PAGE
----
by A.J. Coltrane
Bread experts will often recommend an autolyse step when making breads and pizza. Typically this involves combining the flour and water, and perhaps some of the yeast, then letting the flour hydrate for about 20 minutes. Quoting thefreshloaf(dot)com:
How do you use the autolyse technique? Simply combine the flour and water from your recipe in your mixing bowl. Cover the bowl with plastic or a damp towel. Walk away for 20 minutes to half an hour. That’s it.
While you were away the flour was absorbing the water and the gluten strands have begun to develop. Now you can mix in your preferment, your salt, and the remainder of your yeast and, with very little mixing, achieve a high level of development with considerably less work. The crumb of your dough is also likely to come out much whiter since it has not been highly oxidized by all the beating and whipping.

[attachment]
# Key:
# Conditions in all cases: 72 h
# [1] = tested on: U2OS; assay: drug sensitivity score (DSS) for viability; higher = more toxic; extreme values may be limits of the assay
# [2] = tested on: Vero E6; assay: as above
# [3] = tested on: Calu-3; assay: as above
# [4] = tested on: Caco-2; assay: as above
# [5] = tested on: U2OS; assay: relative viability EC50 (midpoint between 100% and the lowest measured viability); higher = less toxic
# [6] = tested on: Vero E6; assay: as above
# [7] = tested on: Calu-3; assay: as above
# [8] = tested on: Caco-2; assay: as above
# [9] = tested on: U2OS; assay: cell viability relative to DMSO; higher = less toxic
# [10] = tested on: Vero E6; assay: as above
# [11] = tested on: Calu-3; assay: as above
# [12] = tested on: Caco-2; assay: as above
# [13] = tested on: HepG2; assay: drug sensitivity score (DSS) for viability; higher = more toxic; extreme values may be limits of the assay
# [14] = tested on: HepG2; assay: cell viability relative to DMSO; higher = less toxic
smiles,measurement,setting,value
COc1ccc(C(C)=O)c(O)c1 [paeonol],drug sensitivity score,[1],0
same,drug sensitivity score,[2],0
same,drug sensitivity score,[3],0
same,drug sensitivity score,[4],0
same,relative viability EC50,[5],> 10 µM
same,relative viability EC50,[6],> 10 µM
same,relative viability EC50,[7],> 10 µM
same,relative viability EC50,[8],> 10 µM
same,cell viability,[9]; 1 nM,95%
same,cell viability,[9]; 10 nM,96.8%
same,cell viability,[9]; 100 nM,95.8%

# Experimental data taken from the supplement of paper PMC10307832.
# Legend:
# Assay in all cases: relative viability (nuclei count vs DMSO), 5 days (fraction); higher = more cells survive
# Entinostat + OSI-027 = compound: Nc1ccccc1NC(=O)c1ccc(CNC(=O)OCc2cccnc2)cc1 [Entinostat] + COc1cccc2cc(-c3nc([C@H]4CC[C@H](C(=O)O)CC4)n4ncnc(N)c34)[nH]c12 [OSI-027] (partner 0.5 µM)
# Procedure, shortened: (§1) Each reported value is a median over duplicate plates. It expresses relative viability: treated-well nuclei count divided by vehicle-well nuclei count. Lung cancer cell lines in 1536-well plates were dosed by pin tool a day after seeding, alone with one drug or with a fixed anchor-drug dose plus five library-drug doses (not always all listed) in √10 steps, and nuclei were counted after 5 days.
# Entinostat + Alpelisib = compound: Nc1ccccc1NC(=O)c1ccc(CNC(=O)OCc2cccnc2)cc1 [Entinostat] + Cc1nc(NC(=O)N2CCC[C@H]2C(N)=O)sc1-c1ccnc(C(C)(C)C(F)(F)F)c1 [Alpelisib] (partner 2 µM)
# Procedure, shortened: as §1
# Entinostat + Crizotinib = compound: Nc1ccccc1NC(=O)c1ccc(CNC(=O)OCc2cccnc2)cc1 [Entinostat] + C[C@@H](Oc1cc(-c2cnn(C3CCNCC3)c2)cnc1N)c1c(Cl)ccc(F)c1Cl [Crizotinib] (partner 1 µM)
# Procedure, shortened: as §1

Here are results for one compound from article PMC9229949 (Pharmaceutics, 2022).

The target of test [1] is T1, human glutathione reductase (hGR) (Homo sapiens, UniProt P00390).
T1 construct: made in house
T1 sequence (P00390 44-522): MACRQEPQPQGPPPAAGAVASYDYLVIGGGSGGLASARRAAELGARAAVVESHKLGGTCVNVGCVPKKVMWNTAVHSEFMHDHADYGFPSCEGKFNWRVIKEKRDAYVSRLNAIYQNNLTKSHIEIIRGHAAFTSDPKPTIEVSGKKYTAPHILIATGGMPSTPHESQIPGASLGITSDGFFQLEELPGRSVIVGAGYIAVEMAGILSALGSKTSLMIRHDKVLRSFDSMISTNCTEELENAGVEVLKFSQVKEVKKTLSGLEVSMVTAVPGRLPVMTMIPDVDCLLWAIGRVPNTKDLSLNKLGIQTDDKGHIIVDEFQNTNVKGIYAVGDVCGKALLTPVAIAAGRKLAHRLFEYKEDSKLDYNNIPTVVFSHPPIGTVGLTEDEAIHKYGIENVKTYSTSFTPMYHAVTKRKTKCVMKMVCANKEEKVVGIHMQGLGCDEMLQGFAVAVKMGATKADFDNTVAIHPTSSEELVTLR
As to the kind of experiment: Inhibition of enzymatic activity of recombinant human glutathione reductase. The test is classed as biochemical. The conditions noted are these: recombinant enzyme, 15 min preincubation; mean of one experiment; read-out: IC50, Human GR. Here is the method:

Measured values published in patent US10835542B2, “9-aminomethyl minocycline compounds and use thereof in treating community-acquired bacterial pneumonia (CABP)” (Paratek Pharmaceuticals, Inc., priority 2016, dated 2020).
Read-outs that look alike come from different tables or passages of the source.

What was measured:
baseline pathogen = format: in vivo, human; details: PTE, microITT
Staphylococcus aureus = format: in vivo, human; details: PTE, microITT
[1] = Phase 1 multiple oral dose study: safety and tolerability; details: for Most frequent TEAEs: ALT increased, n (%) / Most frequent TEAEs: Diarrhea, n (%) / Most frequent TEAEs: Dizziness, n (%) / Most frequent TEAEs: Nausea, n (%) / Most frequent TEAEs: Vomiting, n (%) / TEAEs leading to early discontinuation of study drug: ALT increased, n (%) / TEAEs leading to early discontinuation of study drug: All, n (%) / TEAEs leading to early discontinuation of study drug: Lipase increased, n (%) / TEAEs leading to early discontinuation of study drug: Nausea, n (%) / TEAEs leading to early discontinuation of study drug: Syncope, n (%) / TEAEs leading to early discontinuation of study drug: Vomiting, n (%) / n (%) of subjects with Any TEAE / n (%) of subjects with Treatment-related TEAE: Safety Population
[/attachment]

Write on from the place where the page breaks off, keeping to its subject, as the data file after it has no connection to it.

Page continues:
Better bread, less work. What’s to complain about?
Check out the link, it’s an excellent reference.
Historically I’ve mostly used All Purpose (lowish gluten) flour. Recently though, I bought a bag of King Arthur Bread Flour. The KA flour is very high in gluten. I figured I’d try making a pizza using the KA flour and include an autolyse step for even more gluten development.
After the autolyse the dough wasn’t kneading very well in the Kitchenaid, so I removed it partway through for some hand-kneading.
It was like kneading a pot roast, or a big knotted muscle. I now understand why people call it “strong flour”. The dough ball could have done pushups.
I liked the end result. Sopressata and shallots with mozz:
I used the Smitten Kitchen recipe, mostly.